I went to the drug store and told the man there. He said, “Ha, ha. April Fool! You’re about the third guy so far: I said, “No, really, my car wheel came off and bounced in your window!” He ran around the counter and grabbed me. I told him, “I’m not going to run away. I just came from the police station.” One night after supper the front doorbell rang. I answered it. A man asked if I was Carl Helbig. I said I was. He handed me a handful of money. I took it. He said, “Your car insurance has just been canceled.”

On Wilson Avenue was a tall hotel, probably eight stories high. I had a delivery to make there and I had to park across the street, go through the lobby to the elevator and wait for it to come. It all took a lot of time. So the procedure was to knock on the door and leave, not waiting for anyone to answer.

This one day a little girl, about three years old, opened the door right away and took the milk. She did not get far before she dropped it. The cardboard top flew off and the milk spilled all over the rug. The little girl cried. Her mother came running. I guess from the bathroom, for she had no clothes on. I left.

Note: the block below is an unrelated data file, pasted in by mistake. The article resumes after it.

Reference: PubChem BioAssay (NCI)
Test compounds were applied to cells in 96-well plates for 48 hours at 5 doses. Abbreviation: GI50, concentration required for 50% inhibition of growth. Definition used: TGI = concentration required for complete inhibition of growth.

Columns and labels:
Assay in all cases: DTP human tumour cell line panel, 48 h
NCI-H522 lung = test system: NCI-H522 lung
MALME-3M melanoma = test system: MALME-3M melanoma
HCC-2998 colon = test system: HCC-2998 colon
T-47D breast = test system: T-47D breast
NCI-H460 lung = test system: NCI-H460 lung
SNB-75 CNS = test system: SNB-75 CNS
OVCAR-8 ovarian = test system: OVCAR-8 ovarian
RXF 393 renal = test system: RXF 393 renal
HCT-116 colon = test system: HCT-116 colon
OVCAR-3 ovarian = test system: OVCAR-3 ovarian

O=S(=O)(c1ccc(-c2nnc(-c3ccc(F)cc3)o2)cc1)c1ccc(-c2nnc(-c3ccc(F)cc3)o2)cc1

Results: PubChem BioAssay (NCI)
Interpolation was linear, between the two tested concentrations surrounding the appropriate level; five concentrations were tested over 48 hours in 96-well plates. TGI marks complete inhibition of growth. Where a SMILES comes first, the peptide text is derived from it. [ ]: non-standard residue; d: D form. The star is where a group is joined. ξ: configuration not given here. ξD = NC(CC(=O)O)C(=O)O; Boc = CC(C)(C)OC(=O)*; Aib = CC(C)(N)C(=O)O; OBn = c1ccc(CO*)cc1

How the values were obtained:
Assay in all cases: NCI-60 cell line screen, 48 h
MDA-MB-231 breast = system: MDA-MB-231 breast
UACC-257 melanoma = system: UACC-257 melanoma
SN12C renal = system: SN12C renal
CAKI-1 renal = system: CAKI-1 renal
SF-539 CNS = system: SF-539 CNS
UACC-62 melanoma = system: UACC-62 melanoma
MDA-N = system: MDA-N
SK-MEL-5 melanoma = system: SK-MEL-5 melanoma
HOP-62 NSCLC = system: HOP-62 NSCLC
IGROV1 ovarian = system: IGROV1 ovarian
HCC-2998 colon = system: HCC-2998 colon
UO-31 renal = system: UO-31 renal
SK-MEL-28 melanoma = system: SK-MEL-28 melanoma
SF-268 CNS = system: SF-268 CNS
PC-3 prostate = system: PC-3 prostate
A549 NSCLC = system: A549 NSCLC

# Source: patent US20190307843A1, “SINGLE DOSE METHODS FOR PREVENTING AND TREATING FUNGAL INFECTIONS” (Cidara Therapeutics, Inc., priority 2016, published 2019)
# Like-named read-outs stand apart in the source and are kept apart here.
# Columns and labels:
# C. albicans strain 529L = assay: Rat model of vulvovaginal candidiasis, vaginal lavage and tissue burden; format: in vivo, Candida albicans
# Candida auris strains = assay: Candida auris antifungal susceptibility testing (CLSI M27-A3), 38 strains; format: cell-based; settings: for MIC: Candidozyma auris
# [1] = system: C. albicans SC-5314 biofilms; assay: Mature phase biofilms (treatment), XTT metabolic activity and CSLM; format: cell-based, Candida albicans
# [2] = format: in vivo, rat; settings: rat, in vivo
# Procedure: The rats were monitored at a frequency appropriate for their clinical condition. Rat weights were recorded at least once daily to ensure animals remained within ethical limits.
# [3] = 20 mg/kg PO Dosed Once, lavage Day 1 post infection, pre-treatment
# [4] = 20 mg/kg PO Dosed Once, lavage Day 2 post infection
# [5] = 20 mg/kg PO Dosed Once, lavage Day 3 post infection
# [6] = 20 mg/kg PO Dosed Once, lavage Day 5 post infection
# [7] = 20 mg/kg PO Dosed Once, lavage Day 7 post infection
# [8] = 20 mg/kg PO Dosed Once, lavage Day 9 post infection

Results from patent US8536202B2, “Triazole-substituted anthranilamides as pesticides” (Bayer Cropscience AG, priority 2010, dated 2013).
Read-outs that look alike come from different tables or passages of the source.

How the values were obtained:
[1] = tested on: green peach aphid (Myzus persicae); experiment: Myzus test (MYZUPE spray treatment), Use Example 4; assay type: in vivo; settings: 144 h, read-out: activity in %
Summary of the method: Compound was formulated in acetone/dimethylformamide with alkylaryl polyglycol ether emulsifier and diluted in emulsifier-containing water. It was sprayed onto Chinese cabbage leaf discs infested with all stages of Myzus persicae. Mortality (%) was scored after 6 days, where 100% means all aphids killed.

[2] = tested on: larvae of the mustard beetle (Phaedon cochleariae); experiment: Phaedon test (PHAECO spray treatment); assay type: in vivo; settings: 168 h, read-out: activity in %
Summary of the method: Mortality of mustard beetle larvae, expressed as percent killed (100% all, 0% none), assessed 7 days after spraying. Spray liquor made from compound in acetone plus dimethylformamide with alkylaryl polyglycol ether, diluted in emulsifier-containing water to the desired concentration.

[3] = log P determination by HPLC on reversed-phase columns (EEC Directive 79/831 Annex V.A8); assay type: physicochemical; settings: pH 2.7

One of my customers took acidopholis milk for her baby. I always looked forward to collecting from the mother, because she was beautiful. Sometimes she didn’t have the money when it was due, but I didn’t mind. I just got to see her more often.

One night, after finishing my route, I was called into the superintendents office. He claimed that the acidopholis lady had paid her bill and I had kept the money. I felt sure the customer hadn’t yet paid, for I would have remembered the occasion. The superintendent asked. “Do you want to quit or get fired?” The union steward was on the same side of the desk as him. He said “Those are the rules. I can’t do anything for you.” The superintendent was finally getting even for that “runaway.”

I couldn’t find another good-paying job, so I ended up laying brick with my father after he refused to support me any longer. For 40 years I held a trowel in my hand and house delivery became a thing of the past.